3. He may admit that he is guilty and therefore going to hell. Ask him if that concerns him. Speak to him about how much he values his eyes and how much more therefore he should value the salvation of his soul. (For the biblical description of hell, see Revelation 1:18 footnote.) If possible, take the person through the linked verses in this Bible, beginning at the Matthew 5:21,22 footnote.

Fourth: Jesus revealed Himself to her (v. 26).
Once the Law has humbled the person, he is ready for grace. Remember, the Bible says that God resists the proud and gives grace to the humble (James 4:6). The gospel is for the humble (see Luke 4:18 footnote). Only the sick need a physician, and only those who will admit that they have the disease of sin will truly embrace the cure of the gospel.

Learn how to present the work of the cross —that God sent His Son to suffer and die in our place. Tell the sinner of the love of God in Christ; that Jesus rose from the dead and defeated death. Take him back to civil law and say, “It’s as simple as this: We broke God’s Law, and Jesus paid our fine. If you will repent and trust in the Savior, God will forgive your sins and dismiss your case.” Ask him if he understands what you have told him. If he is willing to confess and forsake his sins, and trust the Savior with his eternal salvation, have him pray and ask God to forgive him. Then pray for him. Get him a Bible. Instruct him to read it daily and obey what he reads, and encourage him to get into a Bible-believing, Christ-preaching church.

2 comments:

Anonymous said...

Prayin for you and Joey
Keep Fishin !!!!!!!!!!

James Fletcher Baxter said...

Consider:
The missing element in every human 'solution' is
an accurate definition of the creature.

The way we define 'human' determines our view
of self, others, relationships, institutions, life, and
future. Important? Only the Creator who made us
in His own image is qualified to define us accurately.

Many problems in human experience are the result of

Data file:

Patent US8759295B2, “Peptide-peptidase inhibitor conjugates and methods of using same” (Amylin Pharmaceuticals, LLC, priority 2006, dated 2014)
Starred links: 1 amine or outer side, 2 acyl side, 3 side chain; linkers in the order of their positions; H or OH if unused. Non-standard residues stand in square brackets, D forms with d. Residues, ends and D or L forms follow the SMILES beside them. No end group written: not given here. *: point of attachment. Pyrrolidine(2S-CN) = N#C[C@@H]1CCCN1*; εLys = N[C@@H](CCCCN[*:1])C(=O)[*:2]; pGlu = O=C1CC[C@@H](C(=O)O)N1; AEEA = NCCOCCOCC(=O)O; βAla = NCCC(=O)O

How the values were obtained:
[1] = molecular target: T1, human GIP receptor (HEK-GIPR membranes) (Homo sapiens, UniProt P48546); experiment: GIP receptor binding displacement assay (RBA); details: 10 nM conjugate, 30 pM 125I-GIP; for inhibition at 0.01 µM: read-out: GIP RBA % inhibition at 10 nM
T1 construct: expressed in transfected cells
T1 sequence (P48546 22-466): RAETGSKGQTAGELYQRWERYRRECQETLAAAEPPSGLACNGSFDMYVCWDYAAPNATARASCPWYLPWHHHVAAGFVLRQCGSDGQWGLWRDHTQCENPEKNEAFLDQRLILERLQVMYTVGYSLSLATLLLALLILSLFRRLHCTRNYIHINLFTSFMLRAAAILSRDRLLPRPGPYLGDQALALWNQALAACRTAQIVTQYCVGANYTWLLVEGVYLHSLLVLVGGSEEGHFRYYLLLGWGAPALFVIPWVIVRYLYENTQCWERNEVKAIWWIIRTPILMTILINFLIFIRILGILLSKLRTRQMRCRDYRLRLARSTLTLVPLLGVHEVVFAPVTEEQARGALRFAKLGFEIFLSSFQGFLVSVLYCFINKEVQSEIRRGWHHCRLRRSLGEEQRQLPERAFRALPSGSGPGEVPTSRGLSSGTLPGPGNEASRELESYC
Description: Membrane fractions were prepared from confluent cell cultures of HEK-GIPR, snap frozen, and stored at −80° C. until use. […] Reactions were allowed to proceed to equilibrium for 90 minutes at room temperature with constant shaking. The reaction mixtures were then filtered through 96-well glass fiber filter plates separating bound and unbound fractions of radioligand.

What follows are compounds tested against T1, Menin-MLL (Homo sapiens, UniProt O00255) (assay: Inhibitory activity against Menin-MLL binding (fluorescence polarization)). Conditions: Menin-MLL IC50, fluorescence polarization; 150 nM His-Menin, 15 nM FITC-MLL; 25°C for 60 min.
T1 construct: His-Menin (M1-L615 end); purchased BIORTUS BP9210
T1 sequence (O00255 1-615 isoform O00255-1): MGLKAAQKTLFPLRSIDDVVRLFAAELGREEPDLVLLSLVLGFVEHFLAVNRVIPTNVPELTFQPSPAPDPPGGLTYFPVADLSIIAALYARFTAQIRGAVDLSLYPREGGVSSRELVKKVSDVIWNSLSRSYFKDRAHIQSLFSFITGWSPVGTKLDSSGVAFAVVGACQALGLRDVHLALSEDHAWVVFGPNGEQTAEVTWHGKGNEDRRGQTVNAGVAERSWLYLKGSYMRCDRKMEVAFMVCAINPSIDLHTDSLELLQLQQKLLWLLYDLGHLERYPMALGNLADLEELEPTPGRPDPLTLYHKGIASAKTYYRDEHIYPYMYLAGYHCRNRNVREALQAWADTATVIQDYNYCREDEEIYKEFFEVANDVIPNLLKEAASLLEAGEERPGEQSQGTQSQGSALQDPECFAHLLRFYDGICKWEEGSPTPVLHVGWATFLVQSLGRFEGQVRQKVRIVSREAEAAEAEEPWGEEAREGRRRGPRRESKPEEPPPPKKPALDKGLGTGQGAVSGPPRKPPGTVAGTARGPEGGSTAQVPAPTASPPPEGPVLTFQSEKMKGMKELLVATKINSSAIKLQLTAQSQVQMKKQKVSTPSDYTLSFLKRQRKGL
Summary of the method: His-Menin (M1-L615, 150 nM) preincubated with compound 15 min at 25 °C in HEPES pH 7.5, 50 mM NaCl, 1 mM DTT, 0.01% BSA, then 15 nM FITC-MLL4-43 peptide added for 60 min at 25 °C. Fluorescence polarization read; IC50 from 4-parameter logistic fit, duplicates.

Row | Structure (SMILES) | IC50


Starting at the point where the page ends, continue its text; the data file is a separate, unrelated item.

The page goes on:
false and inaccurate definitions of humankind premised
in man-made religions and humanistic philosophies.

Human knowledge is a fraction of the whole universe.
The balance is a vast void of human ignorance. Human
reason cannot fully function in such a void; thus, the
intellect can rise no higher than the criteria by which it
perceives and measures values.

Humanism makes man his own standard of measure.
However, as with all measuring systems, a standard
must be greater than the value measured. Based on
preponderant ignorance and an egocentric carnal
nature, humanism demotes reason to the simpleton
task of excuse-making in behalf of the rule of appe-
tites, desires, feelings, emotions, and glands.

Because man, hobbled in an ego-centric predicament,
cannot invent criteria greater than himself, the humanist
lacks a predictive capability. Without instinct or trans-
cendent criteria, humanism cannot evaluate options with
foresight and vision for progression and survival. Lack-
ing foresight, man is blind to potential consequence and
is unwittingly committed to mediocrity, collectivism,
averages, and regression - and worse. Humanism is an
unworthy worship.

The void of human ignorance can easily be filled with
a functional faith while not-so-patiently awaiting the
foot-dragging growth of human knowledge and behav-
ior. Faith, initiated by the Creator and revealed and
validated in His Word, the Bible, brings a transcend-
ent standard to man the choice-maker. Other philo-
sophies and religions are man-made, humanism, and
thereby lack what only the Bible has:

1.Transcendent Criteria and
2.Fulfilled Prophetic Validation.

The vision of faith in God and His Word is survival
equipment for today and the future.

Human is earth's Choicemaker. Psalm 25:12 He is by
nature and nature's God a creature of Choice - and of
Criteria. Psalm 119:30,173 His unique and definitive
characteristic is, and of Right ought to be, the natural
foundation of his environments, institutions, and re-
spectful relations to his fellow-man. Thus, he is orien-
ted to a Freedom whose roots are in the Order of the
universe. Selah

- from The HUMAN PARADIGM